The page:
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Post : Despite Trump’s proposed budgetary profligacy, there’s still an argument for fiscal restraint
URL : http://business.financialpost.com/news/economy/despite-trumps-proposed-budgetary-profligacy-theres-still-an-argument-for-fiscal-restraint
Posted : February 14, 2018 at 6:10 am
Author : Kevin Carmichael
Categories : Economy

Remember when you had to balance a budget to get elected in Canada?

It was the highest form of economic stewardship in the late 1990s and for at least the first decade of the new millennium. The idea was so entrenched that even Thomas Mulcair’s New Democratic Party thought it had to promise a surplus to beat Stephen Harper’s Conservatives in the 2015 election.

The NDP won’t be making that mistake again. “I think maybe it’s no longer a big issue,” New Democratic leader Jagmeet Singh told ( http://www.macleans.ca/politics/ottawa/jagmeet-singh-in-conversation-with-paul-wells-macleans-live/ )  journalist Paul Wells in front of an audience in Ottawa earlier this month. Wells had asked Mulcair’s replacement whether the closest thing Canada has to a socialist party still thought balanced budgets were crucial. “I’m opposed to austerity in all its forms,” Singh said.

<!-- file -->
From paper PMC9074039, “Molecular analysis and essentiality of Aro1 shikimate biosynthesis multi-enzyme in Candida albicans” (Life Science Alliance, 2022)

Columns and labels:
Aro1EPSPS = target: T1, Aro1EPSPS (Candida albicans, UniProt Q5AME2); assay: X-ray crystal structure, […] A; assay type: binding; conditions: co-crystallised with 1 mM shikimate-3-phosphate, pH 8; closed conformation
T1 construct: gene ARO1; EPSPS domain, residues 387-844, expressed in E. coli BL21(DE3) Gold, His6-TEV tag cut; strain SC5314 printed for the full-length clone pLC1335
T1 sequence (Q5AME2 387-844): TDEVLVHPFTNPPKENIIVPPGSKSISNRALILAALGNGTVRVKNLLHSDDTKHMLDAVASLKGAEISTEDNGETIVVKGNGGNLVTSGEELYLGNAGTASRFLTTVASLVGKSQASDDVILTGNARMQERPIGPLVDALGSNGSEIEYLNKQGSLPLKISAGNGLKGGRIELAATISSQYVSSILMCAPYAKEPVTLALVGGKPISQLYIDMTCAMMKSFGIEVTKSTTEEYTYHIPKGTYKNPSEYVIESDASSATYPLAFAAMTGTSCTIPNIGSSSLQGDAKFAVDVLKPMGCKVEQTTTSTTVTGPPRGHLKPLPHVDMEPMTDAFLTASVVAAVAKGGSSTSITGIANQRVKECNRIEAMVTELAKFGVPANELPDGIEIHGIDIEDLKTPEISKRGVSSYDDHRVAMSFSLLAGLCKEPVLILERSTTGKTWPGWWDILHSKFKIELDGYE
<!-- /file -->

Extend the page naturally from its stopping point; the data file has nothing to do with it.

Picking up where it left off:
The aftermath of the Great Recession is now what scares voters in Canada and the United States, not stories about bond vigilantes. At the end of January, New Brunswick Finance Minister Cathy Rogers postponed her (Liberal) government’s plan to erase the province’s deficit in 2019. Instead, she and Premier Brian Gallant chose ( http://www2.gnb.ca/content/gnb/en/departments/finance/budget/2017-2018/budget.html ) to set the stage for the September election with a budget that cuts small-business taxes and spends a little extra on economic development, youth employment, and taking care of seniors.

I know what some of you conservatives are thinking: What do you expect from vote-buying Liberals and free-spending socialists? But it’s not like you guys have much credibility on the subject, given the recent performance of the political wing of your movement in Washington.

Rogers and the New Brunswick Liberals at least are talking about balancing the budget in the near future (2020, instead of 2019). President Donald Trump on Monday presented a budget proposal ( https://www.whitehouse.gov/omb/budget/ ) that would run up deficits of more than US$7 trillion over the next decade, twice what the White House forecast last spring, according to Politico ( https://www.politico.com/story/2018/02/12/trump-budget-deficit-404588 ) .

House Speaker Paul Ryan, one of the more vigorous critics of former president Barack Obama’s deficit spending, called the Trump plan “thoughtful” and “responsible.”

Thoughtful? We can debate. But there is nothing responsible about Trump’s profligacy. Even Obama’s economists think it’s too much. “I consider myself a deficit dove,” tweeted ( https://twitter.com/jasonfurman/status/961350067599835136 ) Jason Furman, one of the previous president’s top economic advisers, adding that he’s fine with a budget shortfall of 3 per cent of gross domestic product. “But, deliberately sending an essentially full employment economy into deficits of 5 to 7 per cent is nuts.”